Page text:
ADHD Assessment: ADHD assessment involves a comprehensive evaluation through questionnaires and a clinical interview. ADHD assessments may be completed by a Nurse Practitioner, Physician, Psychologist, or Psychiatrist.
ADHD Online Test: This may serve as a web-based screening tool, but a formal ADHD diagnosis must be made through a comprehensive evaluation and a clinical interview by a qualified healthcare provider.
ASRS (Adult ADHD Self Report Scale): This is a common adult screening tool that healthcare providers use. The ASRS is not meant to be used to make an ADHD diagnosis.
Psychoeducational Assessment: A comprehensive assessment to assess an individual’s cognitive ability, academic skills, and socio-emotional functioning. As part of the assessment, an ADHD assessment may or may not be included.
Multimodal Treatment: Use multiple therapeutic approaches or interventions to address a specific condition. For example, ADHD medication, an ADHD coach, and a fitness coach.
Prefrontal Cortex: This is the front part of the brain responsible for executive functions such as decision-making, planning, problem-solving, and self-control. These are all areas affected by ADHD.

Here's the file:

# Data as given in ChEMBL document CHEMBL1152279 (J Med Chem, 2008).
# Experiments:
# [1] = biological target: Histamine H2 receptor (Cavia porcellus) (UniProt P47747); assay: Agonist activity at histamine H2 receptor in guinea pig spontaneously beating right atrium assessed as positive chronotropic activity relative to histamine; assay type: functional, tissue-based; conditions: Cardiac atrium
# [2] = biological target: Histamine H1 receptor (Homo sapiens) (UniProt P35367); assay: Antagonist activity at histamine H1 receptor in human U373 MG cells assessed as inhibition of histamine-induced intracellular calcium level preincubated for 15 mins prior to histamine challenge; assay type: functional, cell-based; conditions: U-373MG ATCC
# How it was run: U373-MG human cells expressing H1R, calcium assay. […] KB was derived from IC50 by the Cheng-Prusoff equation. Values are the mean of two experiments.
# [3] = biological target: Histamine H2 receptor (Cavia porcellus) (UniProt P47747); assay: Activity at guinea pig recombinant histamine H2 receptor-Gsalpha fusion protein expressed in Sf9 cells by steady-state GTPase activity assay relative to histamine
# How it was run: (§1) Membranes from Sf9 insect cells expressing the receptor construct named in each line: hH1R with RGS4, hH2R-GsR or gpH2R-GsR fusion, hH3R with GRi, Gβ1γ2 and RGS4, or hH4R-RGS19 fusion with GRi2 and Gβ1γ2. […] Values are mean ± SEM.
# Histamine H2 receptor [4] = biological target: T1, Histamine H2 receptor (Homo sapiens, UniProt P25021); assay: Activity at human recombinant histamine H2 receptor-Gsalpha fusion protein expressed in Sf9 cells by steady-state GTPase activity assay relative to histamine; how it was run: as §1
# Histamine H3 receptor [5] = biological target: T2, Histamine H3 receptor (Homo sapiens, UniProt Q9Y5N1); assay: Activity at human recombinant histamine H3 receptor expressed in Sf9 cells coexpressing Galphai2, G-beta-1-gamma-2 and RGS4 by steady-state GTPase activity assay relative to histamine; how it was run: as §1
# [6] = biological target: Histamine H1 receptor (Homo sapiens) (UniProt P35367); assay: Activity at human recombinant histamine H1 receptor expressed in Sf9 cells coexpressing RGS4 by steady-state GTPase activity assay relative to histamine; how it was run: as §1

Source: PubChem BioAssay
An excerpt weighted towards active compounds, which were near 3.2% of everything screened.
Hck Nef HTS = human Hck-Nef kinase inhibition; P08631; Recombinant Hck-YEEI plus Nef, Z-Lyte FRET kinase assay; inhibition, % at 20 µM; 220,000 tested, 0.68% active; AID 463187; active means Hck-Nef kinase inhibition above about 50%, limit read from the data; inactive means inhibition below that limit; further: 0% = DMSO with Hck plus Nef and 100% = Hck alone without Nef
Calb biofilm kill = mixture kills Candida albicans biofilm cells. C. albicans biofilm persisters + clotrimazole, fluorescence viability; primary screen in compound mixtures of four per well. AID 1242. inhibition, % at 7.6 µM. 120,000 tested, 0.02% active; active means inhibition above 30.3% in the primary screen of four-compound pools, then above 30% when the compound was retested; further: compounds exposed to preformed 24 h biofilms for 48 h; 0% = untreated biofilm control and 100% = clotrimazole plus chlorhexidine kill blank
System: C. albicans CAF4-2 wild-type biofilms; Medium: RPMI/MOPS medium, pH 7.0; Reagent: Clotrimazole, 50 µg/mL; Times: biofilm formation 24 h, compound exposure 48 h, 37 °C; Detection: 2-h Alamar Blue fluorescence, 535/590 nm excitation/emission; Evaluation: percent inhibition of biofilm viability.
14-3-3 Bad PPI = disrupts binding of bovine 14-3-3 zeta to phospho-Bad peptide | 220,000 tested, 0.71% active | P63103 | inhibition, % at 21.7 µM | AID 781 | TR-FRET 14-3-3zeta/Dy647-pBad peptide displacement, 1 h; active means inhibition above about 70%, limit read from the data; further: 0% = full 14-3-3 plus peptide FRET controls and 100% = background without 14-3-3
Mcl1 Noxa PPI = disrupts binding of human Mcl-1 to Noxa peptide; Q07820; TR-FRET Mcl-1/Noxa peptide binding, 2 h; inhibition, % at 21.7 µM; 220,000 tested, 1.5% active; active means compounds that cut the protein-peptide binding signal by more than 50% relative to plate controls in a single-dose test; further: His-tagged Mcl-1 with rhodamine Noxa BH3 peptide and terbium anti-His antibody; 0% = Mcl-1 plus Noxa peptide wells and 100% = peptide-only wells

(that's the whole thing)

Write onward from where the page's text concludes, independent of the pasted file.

Dopamine: Is a neurotransmitter, that plays a role in functions such as mood regulation, motivation, and attention.
Norepinephrine: This is a neurotransmitter, that is involved in the regulation of various cognitive functions, including attention and focus. It plays a role in regulating attention, alertness, and arousal.
Self-Regulation: Ability to manage and control one’s thoughts, emotions, and behaviours to achieve goals and respond effectively to different situations.
Working Memory: A system in the brain responsible for temporarily holding and manipulating information needed for cognitive tasks, such as problem-solving and decision-making.
Rejection Sensitivity Disorder (RSD): An extreme sensitivity to perceived rejection, often leading to intense emotional reactions and difficulty in social interactions. People with ADHD often experience this.
Justice Sensitivity: Heightened awareness and reactions to perceived injustices, fairness, and ethical considerations in social interactions. People with ADHD often experience this.
Time Blindness: Refers to difficulties in accurately perceiving and managing time, a common challenge for individuals with ADHD.
Understanding these terms, including medications and organizations, contributes to a more comprehensive grasp of the multifaceted nature of ADHD, fostering a supportive and informed approach for individuals, families, and communities.